Over 1,000 fixed and mobile ISPs across the US are participating in the subsidy program. In addition to being the nation’s largest home-Internet providers, Comcast and Charter accept the subsidies on a wider range of service plans than some other major ISPs. Both factors give the large cable companies the biggest number of residential customers who could possibly be affected by the FCC-subsidy problem.
Verizon has frustrated customers by limiting the plans on which they accept the subsidy, forcing people to switch to different and sometimes more expensive plans in order to get the temporary $50 monthly discount. AT&T offers the subsidy on only a few home-Internet plans.
By contrast, Comcast has said it offers the subsidy on all plans—even old ones it no longer sells to new customers. Charter is more restrictive than Comcast, as it forces customers on legacy plans to switch to new plans to get the subsidy. Charter offers the subsidies on all of its current Spectrum Internet plans except for the gigabit tier.
The FCC-run Emergency Broadband Benefit was created by Congress and funded with $3.2 billion. The pandemic-related program will continue until the money runs out or six months after the Department of Health and Human Services declares an end to the pandemic. Since it is temporary, people who face technical problems signing up could get the subsidy for fewer months than they are entitled to. So far, over 2.3 million people have successfully obtained subsidies, the FCC says.
FCC explains problem and upcoming fix
As Protocol noted, people are apparently being rejected because of «lousy database matching between the Universal Services Administrative Co. [USAC], which is the FCC-designated organization that runs the program, and the Internet service providers themselves. It turns out even the smallest differences in how people enter their data into the different systems can trip them up—for example, writing Elm St. in one and Elm Street in the other.»
The USAC announced today that, on June 15, it «will release a new search tool to assist service providers in determining a consumer’s application status and other information in the National Verifier.» On June 24, it will offer ISPs an additional way to enroll customers «using only the consumer’s application ID from the National Verifier, their first and last name, and their date of birth.»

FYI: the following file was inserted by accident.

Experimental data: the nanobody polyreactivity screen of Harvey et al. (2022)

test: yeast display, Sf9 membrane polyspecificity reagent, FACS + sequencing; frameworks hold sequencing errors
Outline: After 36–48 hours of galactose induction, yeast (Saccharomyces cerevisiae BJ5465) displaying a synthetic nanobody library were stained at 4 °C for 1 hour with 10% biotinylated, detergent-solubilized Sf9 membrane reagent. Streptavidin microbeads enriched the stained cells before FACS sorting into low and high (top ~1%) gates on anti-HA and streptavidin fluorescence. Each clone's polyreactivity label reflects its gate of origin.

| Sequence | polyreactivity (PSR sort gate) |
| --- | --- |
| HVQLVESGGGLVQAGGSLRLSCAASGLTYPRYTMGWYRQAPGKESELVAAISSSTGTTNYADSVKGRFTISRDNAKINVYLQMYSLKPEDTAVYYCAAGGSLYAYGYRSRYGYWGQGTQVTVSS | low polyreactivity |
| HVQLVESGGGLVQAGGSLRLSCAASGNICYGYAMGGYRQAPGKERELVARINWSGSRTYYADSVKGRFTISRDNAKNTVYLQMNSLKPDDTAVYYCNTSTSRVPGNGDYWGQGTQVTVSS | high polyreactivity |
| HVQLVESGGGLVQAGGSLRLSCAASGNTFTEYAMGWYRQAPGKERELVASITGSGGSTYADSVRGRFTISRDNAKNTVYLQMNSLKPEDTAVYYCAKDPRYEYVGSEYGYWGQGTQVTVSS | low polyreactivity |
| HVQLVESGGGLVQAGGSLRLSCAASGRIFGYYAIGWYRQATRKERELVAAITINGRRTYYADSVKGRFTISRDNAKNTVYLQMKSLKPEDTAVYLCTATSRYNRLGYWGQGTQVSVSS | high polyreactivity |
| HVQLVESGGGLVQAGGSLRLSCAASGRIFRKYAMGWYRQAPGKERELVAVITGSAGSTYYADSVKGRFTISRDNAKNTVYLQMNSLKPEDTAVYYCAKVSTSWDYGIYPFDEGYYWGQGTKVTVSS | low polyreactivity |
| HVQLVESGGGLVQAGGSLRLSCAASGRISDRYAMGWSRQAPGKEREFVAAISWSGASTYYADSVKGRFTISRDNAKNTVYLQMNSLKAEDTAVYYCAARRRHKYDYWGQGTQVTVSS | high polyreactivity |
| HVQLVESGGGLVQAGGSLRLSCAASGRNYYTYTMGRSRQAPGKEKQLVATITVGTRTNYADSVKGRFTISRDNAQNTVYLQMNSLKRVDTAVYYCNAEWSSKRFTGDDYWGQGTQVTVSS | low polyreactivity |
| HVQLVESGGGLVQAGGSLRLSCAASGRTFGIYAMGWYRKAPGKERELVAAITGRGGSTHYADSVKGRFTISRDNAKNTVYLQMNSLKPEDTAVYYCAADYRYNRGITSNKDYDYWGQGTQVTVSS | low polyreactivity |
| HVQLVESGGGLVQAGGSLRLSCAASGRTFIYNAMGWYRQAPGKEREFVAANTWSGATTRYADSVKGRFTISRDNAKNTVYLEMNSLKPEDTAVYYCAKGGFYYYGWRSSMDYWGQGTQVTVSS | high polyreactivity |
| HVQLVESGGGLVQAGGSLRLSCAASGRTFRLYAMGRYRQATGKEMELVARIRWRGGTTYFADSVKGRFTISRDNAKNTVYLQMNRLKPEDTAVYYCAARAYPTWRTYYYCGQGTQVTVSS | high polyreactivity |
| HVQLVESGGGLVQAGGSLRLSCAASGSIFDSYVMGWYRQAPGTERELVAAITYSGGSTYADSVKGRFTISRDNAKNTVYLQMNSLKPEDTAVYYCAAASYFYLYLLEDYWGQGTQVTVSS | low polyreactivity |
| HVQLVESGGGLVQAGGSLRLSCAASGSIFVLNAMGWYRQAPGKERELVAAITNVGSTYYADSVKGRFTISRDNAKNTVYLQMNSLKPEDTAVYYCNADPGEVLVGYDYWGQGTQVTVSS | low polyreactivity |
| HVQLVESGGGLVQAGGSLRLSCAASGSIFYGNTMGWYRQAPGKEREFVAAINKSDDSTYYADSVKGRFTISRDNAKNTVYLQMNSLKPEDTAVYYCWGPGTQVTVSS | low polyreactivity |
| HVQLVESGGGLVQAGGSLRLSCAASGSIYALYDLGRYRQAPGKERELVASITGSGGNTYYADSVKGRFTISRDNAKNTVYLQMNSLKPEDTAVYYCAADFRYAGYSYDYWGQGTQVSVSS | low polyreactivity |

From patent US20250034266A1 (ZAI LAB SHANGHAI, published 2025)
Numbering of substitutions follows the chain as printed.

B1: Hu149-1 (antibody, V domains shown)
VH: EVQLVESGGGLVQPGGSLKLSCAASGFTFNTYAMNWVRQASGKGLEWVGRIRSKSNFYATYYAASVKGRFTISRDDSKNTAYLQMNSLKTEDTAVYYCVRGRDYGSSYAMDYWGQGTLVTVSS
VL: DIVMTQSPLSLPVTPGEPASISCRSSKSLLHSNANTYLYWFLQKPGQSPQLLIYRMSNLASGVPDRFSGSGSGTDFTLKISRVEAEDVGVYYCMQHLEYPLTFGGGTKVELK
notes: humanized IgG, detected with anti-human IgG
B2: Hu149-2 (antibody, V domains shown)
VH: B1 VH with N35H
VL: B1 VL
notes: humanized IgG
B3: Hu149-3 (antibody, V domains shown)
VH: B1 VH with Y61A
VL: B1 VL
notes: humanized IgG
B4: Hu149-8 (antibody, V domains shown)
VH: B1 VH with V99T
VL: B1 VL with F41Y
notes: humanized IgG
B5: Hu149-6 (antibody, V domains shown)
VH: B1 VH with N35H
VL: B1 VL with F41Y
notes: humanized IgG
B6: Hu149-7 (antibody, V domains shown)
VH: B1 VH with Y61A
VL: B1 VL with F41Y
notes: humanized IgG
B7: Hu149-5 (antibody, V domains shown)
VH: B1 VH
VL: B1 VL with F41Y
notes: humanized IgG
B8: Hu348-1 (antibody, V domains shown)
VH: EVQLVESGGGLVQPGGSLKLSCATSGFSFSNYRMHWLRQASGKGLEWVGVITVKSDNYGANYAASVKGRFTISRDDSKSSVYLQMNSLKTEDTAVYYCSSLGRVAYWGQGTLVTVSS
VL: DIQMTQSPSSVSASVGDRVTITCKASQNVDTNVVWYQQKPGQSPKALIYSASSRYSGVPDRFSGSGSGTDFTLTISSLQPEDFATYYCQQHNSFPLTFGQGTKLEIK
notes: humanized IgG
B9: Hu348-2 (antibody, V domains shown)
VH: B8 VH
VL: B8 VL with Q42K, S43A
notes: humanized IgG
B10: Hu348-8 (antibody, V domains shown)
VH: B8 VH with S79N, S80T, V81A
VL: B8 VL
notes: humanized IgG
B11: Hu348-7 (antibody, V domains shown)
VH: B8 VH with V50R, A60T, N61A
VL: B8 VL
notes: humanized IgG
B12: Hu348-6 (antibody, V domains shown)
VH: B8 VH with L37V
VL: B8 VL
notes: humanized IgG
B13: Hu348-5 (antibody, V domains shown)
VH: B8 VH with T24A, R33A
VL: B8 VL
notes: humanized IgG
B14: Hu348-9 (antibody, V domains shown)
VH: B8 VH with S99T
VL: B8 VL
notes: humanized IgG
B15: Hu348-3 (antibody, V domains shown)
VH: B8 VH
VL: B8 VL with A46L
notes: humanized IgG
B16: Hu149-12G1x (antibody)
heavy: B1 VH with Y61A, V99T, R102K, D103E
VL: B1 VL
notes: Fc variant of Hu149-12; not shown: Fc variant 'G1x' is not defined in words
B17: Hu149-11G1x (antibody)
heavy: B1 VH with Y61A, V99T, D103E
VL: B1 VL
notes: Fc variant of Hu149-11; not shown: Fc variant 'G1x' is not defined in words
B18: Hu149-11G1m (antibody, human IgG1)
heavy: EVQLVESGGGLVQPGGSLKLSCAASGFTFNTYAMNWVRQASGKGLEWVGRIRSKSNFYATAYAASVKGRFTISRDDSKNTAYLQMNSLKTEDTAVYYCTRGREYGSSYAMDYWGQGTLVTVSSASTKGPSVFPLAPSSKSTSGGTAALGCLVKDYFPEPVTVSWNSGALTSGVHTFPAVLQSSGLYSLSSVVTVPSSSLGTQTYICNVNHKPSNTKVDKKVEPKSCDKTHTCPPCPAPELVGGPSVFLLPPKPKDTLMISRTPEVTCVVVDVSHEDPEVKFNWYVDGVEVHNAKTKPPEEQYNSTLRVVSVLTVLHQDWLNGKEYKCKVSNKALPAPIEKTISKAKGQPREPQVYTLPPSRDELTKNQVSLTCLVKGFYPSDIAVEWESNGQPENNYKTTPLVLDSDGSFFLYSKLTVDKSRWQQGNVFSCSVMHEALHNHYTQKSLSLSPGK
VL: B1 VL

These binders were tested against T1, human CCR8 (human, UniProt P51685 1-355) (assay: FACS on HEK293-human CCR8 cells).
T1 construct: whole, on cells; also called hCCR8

The FCC said it is «working closely with consumer groups and participating providers to make sure that eligible households are enrolled in the program with the provider of their choice and receiving the benefit. We are also trouble-shooting challenges that would be expected when standing up a program of this size and this quickly, and we are implementing solutions like those described in the bulletin USAC recently shared with EBB participating providers.»
Strict matching required to protect privacy
Currently, ISPs run into problems when they search the FCC database for the information of a customer who has been approved for the subsidy. The ISP’s own data on that customer must match the FCC’s data.
An FCC official who spoke to Ars on background today said that the system requires an exact match for privacy reasons. The agency doesn’t want to make it too easy for providers to access a customer’s personal information.
The FCC trained ISPs on how to use the program before it began, and that training included telling them the correct format for collecting customer data, the official said. The FCC also gave ISPs a three-week testing period in which they could make dummy applications to make sure everything worked correctly before the May 12 start date. But after the program began, some ISPs collected information in their own format and were unable to locate customers’ approvals when searching the FCC system.
While some ISPs had no problems using the system, the FCC has been helping others figure it out in the past few weeks, the official said. Once the USAC changes are implemented, ISPs won’t have to worry about the difference between «Street» and «St.» or other minor details. They’ll just need each customer’s application ID number, name, and date of birth to search the FCC system and sign people up. The FCC likely would have set the system up that way to begin with if it had foreseen the problem, as the official said they will be able to make the change in a way that doesn’t risk customer privacy.
Comcast and Charter expect improvements